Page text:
I have to describe to you my favourite moment of the conference.  It was unanticipated, unplanned brilliance.  The Governor General, His Excellency The Right Honourable David Johnston, came to be interviewed as part of a Canadian feature film promotion project that he’s working on with the CMPA and other partners.  Before he got up to the stage the Canadian women’s hockey team tied the score with moments left in the game.  Our GG is a huge hockey fan and it was such a pleasure to see him jump up and hold out two fingers in each hand to demonstrate that it was now a 2-2 game.  It was authentic.  When he was on stage though, the women scored the winning goal and his response was to lead us in O Canada while the screen behind him flipped to the live feed.  I’m tearing up just thinking about it again.  What a Canadian moment.  And that’s what we’re all about when it comes right down to it.  Sharing our stories with each other.

You may ask how I felt about Prime Time – was it worth going?  Yes.  I always see people, both Toronto people and those from around the country, and it is important to connect, especially for me in my independent consulting career.  I had a few business meetings.  I promoted a few clients to other stakeholders.  There is one more young producer who understands how our Canadian Content support system works and why.  I picked up a few interesting bits from the panel sessions.  Should you go?  Well, honestly, it depends on what you do in the industry.  There isn’t a lot at Prime Time for digital producers except the ability to meet TV producers (who won’t be showing up at digital conferences – this is a problem).  There isn’t much for creators unless you are also trying to manage the business side of production because this is a business conference.  If you are a producer or work with producers or need to meet producers then you should come to Prime Time.

I’ve updated this post with my Storify of Prime Time 2014 tweets.  It isn’t as complete as I would have liked because Storify and Twitter just didn’t co-operate and at times wouldn’t show me tweets that I knew were there – sigh.  But you can get a feel for things if you weren’t there.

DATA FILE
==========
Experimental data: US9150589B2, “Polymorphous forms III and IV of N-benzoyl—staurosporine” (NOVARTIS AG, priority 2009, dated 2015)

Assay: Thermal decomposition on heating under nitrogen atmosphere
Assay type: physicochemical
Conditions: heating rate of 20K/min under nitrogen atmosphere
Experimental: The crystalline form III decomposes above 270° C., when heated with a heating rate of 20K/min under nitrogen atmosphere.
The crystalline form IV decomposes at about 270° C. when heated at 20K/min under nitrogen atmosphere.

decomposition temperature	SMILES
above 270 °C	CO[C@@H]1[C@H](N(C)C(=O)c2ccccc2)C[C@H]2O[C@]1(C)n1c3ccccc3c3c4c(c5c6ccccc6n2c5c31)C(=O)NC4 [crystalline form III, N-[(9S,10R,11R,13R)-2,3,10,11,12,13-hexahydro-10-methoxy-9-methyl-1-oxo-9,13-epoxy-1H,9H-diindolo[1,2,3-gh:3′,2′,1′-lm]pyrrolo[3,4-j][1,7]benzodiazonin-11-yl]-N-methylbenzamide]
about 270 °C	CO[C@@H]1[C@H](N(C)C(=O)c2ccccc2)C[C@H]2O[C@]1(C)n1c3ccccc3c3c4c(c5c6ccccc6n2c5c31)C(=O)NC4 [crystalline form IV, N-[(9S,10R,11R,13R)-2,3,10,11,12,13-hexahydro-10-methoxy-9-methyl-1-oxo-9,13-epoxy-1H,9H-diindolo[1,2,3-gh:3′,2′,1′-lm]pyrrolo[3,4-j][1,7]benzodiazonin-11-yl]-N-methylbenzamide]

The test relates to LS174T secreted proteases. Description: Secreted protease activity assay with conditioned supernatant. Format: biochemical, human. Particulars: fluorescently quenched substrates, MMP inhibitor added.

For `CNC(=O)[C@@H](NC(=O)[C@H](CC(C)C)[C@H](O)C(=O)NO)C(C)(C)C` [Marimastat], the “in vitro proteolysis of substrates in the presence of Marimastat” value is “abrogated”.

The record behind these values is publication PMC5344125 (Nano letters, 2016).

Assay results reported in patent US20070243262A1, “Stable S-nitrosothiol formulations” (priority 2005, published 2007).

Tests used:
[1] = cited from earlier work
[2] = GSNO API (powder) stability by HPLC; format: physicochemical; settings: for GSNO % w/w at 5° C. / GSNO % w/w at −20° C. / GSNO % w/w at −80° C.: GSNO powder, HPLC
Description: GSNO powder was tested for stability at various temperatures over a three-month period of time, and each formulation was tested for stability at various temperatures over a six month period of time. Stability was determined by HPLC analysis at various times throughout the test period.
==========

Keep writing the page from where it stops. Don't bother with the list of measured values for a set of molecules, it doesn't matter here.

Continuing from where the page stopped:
Prime Time – It’s All About the Schmooze – So Far

Prime Time really starts when you get to the train station or the airport.  There are only so many ways to get to Ottawa so the schmooze starts when you see your fellow industry types who have chosen the same method of transportation.  I’m a big fan of the train (see my previous post re Viarail truffles – and my tweets with them where they agreed to consider our pleas for the return of the truffle).  I chatted with a client from a small job last year and a couple of my wonks.  It was a pleasant lead in to the real schmooze, which was the opening party.  Almost everyone is in a medium size room, chatting away.  The noise volume is high.  The hugging and cheek kissing is even higher.  It’s what we do.

And it’s effective.  It really is a great opportunity to have ‘hey how are you, I’m still here and my business is going great’ chats and short, specific, let’s get this work issue out of the way chats.   I said yes to some work and maybe to something else.   And got to talk about how great Molly Parker is in House of Cards – I mean, seriously!!

After that,  I headed to another reception with amazing sliders (William F. White’s knows how to pick hors d’oeuvres) and more schmoozing and then to my oasis of quiet at Zoe’s in the Chateau Laurier to blog, drink my brown drink and eat something with vegetables.

Don’t underestimate the value of the schmooze.  It’s about 2/3 of the reason that I come to Prime Time and the opening evening is prime schmoozing.